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Where the Horror Comes From

Craig DiLouie
Craig DiLouie Author Interview

The Children of Red Peak follows the lives of four childhood friends who spent their formative years being raised by a religious cult. What was the inspiration for the setup to this riveting novel?

When I write horror, I tend to look to turn tropes on their head and examine their consequences in a story that isn’t so much straight-up horror but instead a psychological thriller with horror elements. The Children of Red Peak does both.

The novel is about a cult, but it’s not a Manson Family-style cult with mesmerized people looking for mass murder, it’s a relatively happy, isolated religious community that transforms into a horrific cult after they become convinced God is waiting for them on a remote desert mountain. It’s this transformation and how logical it is—how religion has given the world so many of its greatest moral achievements but also some of its greatest acts of evil—that is where the horror comes from, not just what they do when they get to Red Peak, though that is horrific enough.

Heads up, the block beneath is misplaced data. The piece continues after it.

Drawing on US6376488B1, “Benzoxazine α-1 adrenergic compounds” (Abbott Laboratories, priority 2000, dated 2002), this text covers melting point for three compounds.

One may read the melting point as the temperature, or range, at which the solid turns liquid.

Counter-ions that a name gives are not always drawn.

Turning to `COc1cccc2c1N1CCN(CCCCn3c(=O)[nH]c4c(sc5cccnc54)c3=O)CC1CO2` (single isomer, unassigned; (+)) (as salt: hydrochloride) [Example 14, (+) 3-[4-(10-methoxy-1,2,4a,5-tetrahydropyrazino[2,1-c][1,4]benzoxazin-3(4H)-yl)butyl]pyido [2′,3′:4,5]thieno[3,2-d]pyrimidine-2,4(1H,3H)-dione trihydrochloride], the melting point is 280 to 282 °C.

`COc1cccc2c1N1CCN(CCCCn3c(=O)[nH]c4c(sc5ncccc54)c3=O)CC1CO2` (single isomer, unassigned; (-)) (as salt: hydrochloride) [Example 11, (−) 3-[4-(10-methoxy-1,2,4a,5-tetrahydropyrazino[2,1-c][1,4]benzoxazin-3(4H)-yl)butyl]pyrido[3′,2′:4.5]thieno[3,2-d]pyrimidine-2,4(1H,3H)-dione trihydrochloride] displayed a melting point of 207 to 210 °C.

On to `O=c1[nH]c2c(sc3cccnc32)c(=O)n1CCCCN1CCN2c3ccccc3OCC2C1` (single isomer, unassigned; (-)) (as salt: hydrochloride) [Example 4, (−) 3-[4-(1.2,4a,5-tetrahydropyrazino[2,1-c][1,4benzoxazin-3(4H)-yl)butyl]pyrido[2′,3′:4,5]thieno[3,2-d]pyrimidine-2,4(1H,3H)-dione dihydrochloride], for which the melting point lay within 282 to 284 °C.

As for examining the consequences of the trope, I decided to tell the story in two timelines, one in the past where we see them growing up in a religious group that transforms into a cult, and the other in the present where we see the few survivors struggling to keep the past at bay. This provided many tools for me as a writer—showing how the children accepted their belief system without minimal question even when things started to get bad, showing how as adults they question everything and struggle to cope with their memories, the ability to tease out what happened at Red Peak all those years ago, and more.

Overall, though, the biggest thematic inspiration for the story was a reading of the Book of Genesis. At one point, God tells Abraham to take his son Isaac to a mountain, tie him up, and sacrifice him as a burnt offering. Abraham does it but is stopped at the last moment by God.